Do you ever wonder how foreign visitors to Britain view the country and its inhabitants? How do we appear and what do they make of our ways and customs. Do we appear familiar to the outsider’s eye or are we strange and peculiar?
Bringing together a stellar cast of 23 international renewed photographers, including greats Henri Cartier-Bresson and Robert Frank, and featuring previously unseen work, a new photography exhibition at London’s Barbican Centre, seeks to address these very questions by focusing on both the mundane, and eccentric aspects of life in Britain. So not too surprisingly rain sodden sooty pavements, derelict housing estates, and the bright lights of London as well as decaying northern towns are all on display here. But what makes this exhibition unique and the photographs on display utterly compelling is the story they tell about Britain and its changing cultural, social and political identity.
The earliest images in the exhibition date from the early nineteen-thirties, and the most recent are from 2014. So as you wander around the exhibition you see desolate post-war Britain merge into the spirited 1960s with its mini skirts, nudity, student protests and optimism. The rigidity of the British social class is also in full view; men in bowler hats, prim and proper nannies pushing vintage prams in a well-manicured London park are featured alongside boozing drunks and barefoot ragged and filthy children in crumbling city streets.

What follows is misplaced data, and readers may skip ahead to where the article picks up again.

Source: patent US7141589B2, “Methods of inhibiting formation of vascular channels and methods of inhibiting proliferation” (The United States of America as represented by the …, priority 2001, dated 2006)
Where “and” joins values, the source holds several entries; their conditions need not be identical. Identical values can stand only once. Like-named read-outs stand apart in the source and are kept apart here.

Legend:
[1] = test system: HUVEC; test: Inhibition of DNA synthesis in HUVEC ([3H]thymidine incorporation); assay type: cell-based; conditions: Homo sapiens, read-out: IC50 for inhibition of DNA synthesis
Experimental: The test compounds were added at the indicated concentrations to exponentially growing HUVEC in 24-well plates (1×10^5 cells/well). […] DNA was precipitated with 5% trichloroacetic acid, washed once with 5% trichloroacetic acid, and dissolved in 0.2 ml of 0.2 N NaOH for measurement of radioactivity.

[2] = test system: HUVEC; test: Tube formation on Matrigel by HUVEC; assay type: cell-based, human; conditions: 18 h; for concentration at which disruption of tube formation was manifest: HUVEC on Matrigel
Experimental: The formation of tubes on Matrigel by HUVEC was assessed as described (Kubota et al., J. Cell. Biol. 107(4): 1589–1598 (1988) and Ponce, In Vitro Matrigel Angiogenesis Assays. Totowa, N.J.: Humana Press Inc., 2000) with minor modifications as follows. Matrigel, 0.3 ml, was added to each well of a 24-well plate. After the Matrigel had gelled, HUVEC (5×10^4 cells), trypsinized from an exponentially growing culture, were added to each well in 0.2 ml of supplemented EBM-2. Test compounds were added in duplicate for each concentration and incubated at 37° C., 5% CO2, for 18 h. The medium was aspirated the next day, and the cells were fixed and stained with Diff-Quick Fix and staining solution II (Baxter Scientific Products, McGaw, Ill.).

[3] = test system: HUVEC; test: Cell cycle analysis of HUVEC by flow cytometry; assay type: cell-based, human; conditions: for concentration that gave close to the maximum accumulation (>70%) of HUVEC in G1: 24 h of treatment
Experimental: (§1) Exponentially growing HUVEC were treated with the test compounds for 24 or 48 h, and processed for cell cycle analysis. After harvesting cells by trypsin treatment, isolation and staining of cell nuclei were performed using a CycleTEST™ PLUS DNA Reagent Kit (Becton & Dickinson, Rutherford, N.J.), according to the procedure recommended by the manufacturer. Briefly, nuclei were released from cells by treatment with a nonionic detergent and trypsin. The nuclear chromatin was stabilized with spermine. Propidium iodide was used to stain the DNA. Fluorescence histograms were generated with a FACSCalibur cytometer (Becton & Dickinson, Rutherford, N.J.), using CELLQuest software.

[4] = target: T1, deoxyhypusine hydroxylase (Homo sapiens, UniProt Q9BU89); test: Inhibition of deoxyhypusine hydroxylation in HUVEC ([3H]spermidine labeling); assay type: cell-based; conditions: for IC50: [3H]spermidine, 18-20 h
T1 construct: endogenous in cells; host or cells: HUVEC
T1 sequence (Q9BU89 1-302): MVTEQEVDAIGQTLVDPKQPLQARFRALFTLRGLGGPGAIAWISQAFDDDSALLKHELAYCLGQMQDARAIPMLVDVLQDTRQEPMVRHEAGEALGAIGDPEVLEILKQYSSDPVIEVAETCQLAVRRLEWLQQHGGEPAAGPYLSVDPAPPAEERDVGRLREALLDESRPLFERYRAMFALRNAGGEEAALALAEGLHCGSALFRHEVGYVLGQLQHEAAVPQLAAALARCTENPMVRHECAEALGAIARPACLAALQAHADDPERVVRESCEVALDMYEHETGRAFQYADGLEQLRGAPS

The most compelling photos in the exhibition are from the little known Japanese artist Shinro Ohtake. Ohtake travelled to the UK, aged 22, in the late 1970s, unable to speak the language, but equipped with a Nikon F he wondered around Britain taking photos of sights and scenes that took his fancy. His collection includes rather humdrum photos of garages, shop fronts and signs, seaside huts, amongst others. But there is something deeply humbling about Ohtake’s images. They speak volumes while on the surface revealing very little. Britain through all of its incarnations is a strange and yet very familiar place.
Strange and Familiar: Britain as Revealed by International Photographers
Barbican Centre, London
Until Sunday June 19, 2016